And they were not allowed to market the product directly to the foreign buyers, the primary target consumer.

    If I recall there were a lot of other politics involved as well.

  • pzatchok

    The rules changed and we were no longer allowed to sell to “both sides” as they say. Unless the customer was in NATO they could not sell it to them.
    NATO at the time was trying to standardize on weapons ammo and equipment. The other members could have bought it but they just didn’t want to be different.

    Plus the craft was in development for 10 years. Longer than the military was even looking for a replacement.
    And it lost to the F16. Please.

  • Edward

    sippin_bourbon wrote: “If I recall there were a lot of other politics involved as well.

    There is always politics in any government contract, and the contractors learn how to navigate it (even SpaceX had to sue in order to get any Air Force orders). Politics was not why no old big space company tried fixed price contracting.

    pzatchok,
    It does not matter what aircraft it lost to, everyone learned from Northrup Grumman’s bad experience. The Air Force did not have to buy many F-20s, just enough for other countries to buy enough to make it worth the investment in order to encourage the aerospace industry to get into fixed price contracts. Instead, cost-plus contracting continues to this day, because the Air Force was not serious about fixed price.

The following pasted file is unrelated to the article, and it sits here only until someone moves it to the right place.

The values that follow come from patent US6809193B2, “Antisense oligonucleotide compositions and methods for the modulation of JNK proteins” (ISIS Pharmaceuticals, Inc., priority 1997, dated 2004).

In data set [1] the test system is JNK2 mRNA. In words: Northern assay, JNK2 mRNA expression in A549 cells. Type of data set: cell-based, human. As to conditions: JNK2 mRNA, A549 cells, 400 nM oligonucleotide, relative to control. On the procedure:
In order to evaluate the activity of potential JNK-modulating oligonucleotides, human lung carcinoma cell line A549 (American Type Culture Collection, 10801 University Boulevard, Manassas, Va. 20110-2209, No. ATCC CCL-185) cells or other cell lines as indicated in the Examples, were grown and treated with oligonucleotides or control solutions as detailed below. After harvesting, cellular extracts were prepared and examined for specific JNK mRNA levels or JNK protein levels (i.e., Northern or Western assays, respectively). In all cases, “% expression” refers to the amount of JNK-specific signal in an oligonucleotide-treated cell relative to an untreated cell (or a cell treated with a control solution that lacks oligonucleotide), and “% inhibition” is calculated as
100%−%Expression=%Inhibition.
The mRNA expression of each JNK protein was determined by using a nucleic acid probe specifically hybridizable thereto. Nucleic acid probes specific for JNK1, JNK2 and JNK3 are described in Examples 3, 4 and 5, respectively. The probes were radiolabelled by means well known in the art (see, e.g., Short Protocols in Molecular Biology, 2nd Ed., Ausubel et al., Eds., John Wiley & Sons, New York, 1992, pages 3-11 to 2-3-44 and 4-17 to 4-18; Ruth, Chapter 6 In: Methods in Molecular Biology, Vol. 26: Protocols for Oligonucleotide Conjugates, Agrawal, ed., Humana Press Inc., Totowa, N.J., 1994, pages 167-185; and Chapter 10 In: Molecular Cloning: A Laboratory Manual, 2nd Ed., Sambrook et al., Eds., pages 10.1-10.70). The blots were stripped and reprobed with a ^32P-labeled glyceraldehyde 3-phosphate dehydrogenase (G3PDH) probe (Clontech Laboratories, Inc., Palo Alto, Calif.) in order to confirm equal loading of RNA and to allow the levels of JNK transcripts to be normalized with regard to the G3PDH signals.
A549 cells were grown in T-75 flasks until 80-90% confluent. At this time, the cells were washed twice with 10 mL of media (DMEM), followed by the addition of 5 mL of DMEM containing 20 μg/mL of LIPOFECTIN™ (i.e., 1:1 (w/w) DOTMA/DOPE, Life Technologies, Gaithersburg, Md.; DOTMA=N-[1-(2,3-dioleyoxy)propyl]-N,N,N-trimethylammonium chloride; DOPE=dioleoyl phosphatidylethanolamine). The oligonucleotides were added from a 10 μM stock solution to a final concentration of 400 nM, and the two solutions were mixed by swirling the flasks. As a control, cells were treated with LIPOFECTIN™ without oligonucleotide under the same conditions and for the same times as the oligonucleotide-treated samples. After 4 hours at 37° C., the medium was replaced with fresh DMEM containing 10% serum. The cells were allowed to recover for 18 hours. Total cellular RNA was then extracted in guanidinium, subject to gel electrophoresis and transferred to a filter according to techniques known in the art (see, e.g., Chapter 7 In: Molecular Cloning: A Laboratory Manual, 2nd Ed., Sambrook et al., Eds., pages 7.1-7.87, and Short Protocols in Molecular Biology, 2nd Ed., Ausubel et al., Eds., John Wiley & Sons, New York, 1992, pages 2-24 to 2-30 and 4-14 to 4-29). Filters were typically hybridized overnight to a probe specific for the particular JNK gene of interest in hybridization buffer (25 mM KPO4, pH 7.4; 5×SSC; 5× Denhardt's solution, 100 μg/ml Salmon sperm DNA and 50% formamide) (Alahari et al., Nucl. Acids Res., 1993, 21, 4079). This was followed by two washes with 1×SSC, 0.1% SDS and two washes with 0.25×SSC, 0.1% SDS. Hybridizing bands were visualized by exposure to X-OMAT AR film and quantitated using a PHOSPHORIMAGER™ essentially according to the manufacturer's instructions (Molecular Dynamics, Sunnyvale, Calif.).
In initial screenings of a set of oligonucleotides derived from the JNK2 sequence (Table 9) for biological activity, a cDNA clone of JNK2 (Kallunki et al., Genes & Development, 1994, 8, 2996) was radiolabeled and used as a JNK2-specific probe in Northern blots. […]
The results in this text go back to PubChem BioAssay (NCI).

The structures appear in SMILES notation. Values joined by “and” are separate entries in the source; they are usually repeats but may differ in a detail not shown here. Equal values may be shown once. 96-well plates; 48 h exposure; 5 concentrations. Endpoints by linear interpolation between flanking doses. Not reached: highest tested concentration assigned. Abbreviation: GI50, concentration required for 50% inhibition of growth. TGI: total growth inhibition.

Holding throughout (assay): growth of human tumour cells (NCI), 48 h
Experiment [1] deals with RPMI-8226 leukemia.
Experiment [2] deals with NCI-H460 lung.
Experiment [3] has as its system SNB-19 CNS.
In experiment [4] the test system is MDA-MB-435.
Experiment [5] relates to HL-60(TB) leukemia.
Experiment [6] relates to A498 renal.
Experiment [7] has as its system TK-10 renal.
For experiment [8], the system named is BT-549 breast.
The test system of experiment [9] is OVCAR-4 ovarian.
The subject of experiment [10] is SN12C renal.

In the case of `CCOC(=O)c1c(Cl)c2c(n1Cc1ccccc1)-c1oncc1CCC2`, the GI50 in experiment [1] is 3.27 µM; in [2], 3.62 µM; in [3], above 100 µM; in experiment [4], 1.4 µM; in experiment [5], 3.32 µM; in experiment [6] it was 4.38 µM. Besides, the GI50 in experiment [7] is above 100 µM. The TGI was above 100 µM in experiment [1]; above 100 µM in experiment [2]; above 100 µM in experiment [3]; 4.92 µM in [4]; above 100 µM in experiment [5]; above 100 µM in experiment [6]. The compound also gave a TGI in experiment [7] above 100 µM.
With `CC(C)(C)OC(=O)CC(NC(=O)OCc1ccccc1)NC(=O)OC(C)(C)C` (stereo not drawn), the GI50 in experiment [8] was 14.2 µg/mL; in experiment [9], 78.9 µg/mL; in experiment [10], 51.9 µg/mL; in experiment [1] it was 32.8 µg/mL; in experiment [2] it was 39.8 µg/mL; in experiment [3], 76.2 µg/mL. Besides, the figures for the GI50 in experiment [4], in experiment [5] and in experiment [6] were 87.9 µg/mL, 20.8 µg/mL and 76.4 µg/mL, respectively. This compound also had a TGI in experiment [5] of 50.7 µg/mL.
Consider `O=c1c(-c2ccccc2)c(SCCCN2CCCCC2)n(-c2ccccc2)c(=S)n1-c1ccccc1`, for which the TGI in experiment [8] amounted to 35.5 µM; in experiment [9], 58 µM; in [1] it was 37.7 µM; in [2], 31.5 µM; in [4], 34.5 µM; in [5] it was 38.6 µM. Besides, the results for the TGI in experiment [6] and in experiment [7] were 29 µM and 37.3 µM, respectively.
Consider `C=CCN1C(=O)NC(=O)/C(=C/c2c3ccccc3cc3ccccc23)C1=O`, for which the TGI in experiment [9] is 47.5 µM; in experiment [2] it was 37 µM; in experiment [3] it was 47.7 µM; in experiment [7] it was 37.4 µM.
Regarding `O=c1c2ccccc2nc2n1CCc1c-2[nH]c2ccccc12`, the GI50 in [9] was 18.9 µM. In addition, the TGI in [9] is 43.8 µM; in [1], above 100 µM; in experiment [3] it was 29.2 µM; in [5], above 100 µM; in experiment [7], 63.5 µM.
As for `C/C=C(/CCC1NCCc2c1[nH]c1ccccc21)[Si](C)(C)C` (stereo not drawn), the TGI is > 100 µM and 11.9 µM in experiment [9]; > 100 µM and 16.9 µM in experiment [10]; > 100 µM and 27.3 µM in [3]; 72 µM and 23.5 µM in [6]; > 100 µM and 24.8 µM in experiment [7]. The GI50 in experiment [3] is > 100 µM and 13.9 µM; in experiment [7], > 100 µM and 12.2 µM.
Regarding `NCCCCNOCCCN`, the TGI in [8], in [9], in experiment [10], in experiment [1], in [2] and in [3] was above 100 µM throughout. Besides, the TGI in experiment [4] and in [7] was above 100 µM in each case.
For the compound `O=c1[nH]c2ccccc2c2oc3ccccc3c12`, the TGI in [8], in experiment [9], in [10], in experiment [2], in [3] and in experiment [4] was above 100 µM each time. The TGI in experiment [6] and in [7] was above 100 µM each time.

In addition, as sippin_bourbon pointed out, they also believe that initiative and innovation are not rewarded, either. Otherwise Lockheed Martin would have improved its Titan vehicle, and we would have seen other companies innovate improvements in their own products.

    The defense contracting industry behaves as though it is all one large behemoth headed by the military, as though it is a military-industrial complex. NASA hasn’t been much better, but they seem to be seeing the light, these days.

    Elon Musk founded SpaceX in order to provide the innovation and initiative to improve launch vehicles and reduce costs in order to make it affordable for the rest of us to get into space, either personally or with our own satellites, even if they are cubesats (once advertised as potential personal satellites). Musk needed an inexpensive way to get his own probes to Mars, and he has accomplished that goal. Now he needs to build the probes. SpaceX and Orbital Sciences made fixed price contracts possible.

  • pzatchok

    The old military industrial complex used to use lobbyists more then engineers to build equipment.

    They would build or design something then lobby to get the military to alter requirements to fit what they already had.

    Northrop lost the lobbyist game.